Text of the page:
Learning from one’s mistakes
While I've taken it on the chin, my Ukraine experience actually reinforces my belief that my investment strategy and process work.

One of the few companies I found that fits my people, structure and value model turned out to be my best investment there.  Kernel is a Warsaw-listed, Kiev-based agricultural company that is open to meetings, has good investor relations, a simple corporate structure and a solid owner/management that’s been buying shares.  Its valuation was higher than most Ukraine-listed companies, but it was certainly not expensive. Since then it’s started to pay dividends and its share price is up close to 60% in USD.

Hope springs eternal
I still hold my shares in the same handful of Ukrainian companies. Things are starting to look better for Ukraine so I’ll stick to my guns for the time being. Consider the following:

      Widespread reforms. The European Commission calls Ukraine’s reforms unprecedented (see here).
      Cleaning up the banks. A recent Financial Times article noted that cleaning up Ukraine’s banking system has been one of the country’s most successful reforms since the 2014 revolution.  Its central bank, The National Bank of Ukraine, has closed 80 out of 180 banks.  It’s too early to say that cleaning up the banks will lead to a positive credit cycle but it’s certainly a large step in the right direction (see here).  Just before Christmas government nationalized PrivatBank, the country’s largest, due to large scale-related-party lending.  PrivatBank is owned by two oligarchs, one of whom is the same Kolomoyskyi who controlled the oil company where I lost so much.  The authorities estimate that about 97% the bank’s corporate loan book was to parties related to its owners (see here). 
      Clipping oligarch wings? Taking away two large assets from a powerful, well-connected (and many believed to be well-armed) oligarch is a bold move and a sign that government institutions could be growing stronger and, hopefully, fairer.
      Return to growth. GDP grew in 2016 and is expected to increase by 2.3% in 2017.  Not rapid growth, but certainly better than the 6% and 10% respective decreases in 2014 and 2015 (see here).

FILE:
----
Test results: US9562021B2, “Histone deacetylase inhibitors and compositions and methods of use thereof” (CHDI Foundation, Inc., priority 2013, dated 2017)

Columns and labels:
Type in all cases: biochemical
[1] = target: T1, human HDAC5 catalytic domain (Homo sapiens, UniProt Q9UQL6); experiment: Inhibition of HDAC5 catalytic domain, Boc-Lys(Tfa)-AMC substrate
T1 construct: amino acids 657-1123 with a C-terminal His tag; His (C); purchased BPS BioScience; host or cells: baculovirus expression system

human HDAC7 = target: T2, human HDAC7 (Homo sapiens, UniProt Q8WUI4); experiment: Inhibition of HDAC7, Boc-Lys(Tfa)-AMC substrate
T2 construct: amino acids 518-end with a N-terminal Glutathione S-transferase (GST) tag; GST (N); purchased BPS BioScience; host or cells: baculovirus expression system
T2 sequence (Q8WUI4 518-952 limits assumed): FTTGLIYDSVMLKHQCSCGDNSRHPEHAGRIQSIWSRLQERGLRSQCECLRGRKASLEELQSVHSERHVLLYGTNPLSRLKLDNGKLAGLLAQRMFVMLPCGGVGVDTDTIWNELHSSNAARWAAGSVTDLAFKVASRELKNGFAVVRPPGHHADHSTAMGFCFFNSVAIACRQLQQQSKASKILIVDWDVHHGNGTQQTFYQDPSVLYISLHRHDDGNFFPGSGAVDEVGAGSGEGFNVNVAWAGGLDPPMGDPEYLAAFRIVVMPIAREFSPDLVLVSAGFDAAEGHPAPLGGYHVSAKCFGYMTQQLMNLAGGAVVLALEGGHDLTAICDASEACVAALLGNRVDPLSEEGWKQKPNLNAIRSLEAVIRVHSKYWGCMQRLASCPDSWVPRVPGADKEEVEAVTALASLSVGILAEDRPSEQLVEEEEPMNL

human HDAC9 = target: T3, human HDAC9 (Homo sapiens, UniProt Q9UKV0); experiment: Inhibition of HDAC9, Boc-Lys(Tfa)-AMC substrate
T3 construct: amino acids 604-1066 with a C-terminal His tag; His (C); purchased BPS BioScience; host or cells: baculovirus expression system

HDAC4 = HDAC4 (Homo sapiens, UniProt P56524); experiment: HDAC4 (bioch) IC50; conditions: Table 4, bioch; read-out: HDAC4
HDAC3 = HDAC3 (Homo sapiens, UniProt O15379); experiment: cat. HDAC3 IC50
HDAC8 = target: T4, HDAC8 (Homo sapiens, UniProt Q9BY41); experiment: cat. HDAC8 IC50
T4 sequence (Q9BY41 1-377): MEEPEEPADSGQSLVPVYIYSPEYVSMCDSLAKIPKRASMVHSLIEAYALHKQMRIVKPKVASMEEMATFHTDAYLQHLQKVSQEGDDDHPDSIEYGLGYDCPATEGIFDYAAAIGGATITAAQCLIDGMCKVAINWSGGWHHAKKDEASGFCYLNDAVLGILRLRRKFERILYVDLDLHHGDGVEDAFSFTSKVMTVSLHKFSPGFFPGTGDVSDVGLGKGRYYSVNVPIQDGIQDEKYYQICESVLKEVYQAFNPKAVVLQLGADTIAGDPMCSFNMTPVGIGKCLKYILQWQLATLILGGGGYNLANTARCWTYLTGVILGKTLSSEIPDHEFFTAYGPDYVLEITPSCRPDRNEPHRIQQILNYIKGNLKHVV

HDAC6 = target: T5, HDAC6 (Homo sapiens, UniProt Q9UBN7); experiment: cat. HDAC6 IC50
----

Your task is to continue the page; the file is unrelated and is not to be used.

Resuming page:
Rising market. The UX, the country's main stock market index, is up over 40% in USD terms from its April 2016 low.  Stock market performance tends to precede economic performance.  One of the best performers during this time was Centranergo, the country’s largest listed utility.  Its share price more than doubled when it was announced that it will be privatized.
      Geopolitical stalemate?  The eastern Ukrainian conflict seems to be a stalemate.  It could flare up again and remains a key risk.  But it seems to have reached some sort of ugly, unresolved détente.
      Getting easier to do business.  Between 2014 and 2016 Ukraine climbed from the 152nd to the 80th position in the World Bank’s Doing Business Report. This was mostly under President Poroshenko’s leadership.  A businessman himself, he wants Ukraine to climb another 30 positions (see here).
      Increasing tourism. Flights to Lviv are up 30% since last year.  I’ve not been there, but from what I’ve read it seems like the Kyoto of Ukraine with a modern yet traditional vibe (see here).
      Improving companies? More importantly for equity investors, such as yours truly, Ukraine’s companies are showing some green shoots. 
     The pharmaceutical company that refused to answer my questions joined the Ukraine Corporate Social Responsibility Development Centre in early December 2016; and brokers say one of their lenders is putting pressure on management to honor minority shareholder rights (see here).
     The ex-oligarch-controlled oil company’s top management is all new since 2015, oil prices have increased, and Ukraine is determined to break its dependence on Russian energy.
      Political stability for now. But has anything changed?  With nobody going to jail for past misdeeds one wonders if anybody in Ukraine has the power, will and means to clean up the system.  The next election has to be held before November 2019 so there will hopefully be some stability and further progress before domestic politics starts heating up (interesting article here).  

If anything this experience has made me believe in my process more.  My biggest mistake of all was deviating from my investment rules. If I had stuck to my simple focus of investing only in companies owned and run by good people, that have a structure that aligns majority and minority shareholder interests and that have value, I would not have made the many mistakes described above. 

One reason I now repeat the same first paragraph in all blog posts is to remind myself to focus on three things that matter – people, structure, and value.

It’s been a tough lesson.  Hopefully I’ve learned from my mistakes.